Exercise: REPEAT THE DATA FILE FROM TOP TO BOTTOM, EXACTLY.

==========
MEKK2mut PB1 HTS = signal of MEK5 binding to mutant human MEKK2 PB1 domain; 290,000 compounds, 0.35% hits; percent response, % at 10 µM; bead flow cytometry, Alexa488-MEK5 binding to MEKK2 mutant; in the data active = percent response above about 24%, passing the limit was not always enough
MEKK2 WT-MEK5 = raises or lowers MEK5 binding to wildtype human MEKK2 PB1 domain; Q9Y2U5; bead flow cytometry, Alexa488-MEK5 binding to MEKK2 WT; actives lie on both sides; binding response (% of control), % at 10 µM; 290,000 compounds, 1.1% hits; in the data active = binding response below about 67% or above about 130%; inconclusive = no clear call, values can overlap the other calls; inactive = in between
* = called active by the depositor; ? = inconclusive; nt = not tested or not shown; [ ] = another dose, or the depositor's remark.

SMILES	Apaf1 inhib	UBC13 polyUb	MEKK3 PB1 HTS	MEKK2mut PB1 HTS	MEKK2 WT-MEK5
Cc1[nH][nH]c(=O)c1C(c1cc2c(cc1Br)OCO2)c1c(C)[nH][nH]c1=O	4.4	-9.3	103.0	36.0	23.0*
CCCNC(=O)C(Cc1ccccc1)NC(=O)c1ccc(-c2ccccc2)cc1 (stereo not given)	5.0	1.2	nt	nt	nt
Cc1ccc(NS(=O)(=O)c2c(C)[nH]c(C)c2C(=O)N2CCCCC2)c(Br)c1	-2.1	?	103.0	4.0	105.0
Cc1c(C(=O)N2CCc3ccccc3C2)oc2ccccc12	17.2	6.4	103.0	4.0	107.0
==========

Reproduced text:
MEKK2mut PB1 HTS = signal of MEK5 binding to mutant human MEKK2 PB1 domain; 290,000 compounds, 0.35% hits; percent response, % at 10 µM; bead flow cytometry, Alexa488-MEK5 binding to MEKK2 mutant; in the data active = percent response above about 24%, passing the limit was not always enough
MEKK2 WT-MEK5 = raises or lowers MEK5 binding to wildtype human MEKK2 PB1 domain; Q9Y2U5; bead flow cytometry, Alexa488-MEK5 binding to MEKK2 WT; actives lie on both sides; binding response (% of control), % at 10 µM; 290,000 compounds, 1.1% hits; in the data active = binding response below about 67% or above about 130%; inconclusive = no clear call, values can overlap the other calls; inactive = in between
* = called active by the depositor; ? = inconclusive; nt = not tested or not shown; [ ] = another dose, or the depositor's remark.

SMILES	Apaf1 inhib	UBC13 polyUb	MEKK3 PB1 HTS	MEKK2mut PB1 HTS	MEKK2 WT-MEK5
Cc1[nH][nH]c(=O)c1C(c1cc2c(cc1Br)OCO2)c1c(C)[nH][nH]c1=O	4.4	-9.3	103.0	36.0	23.0*
CCCNC(=O)C(Cc1ccccc1)NC(=O)c1ccc(-c2ccccc2)cc1 (stereo not given)	5.0	1.2	nt	nt	nt
Cc1ccc(NS(=O)(=O)c2c(C)[nH]c(C)c2C(=O)N2CCCCC2)c(Br)c1	-2.1	?	103.0	4.0	105.0
Cc1c(C(=O)N2CCc3ccccc3C2)oc2ccccc12	17.2	6.4	103.0	4.0	107.0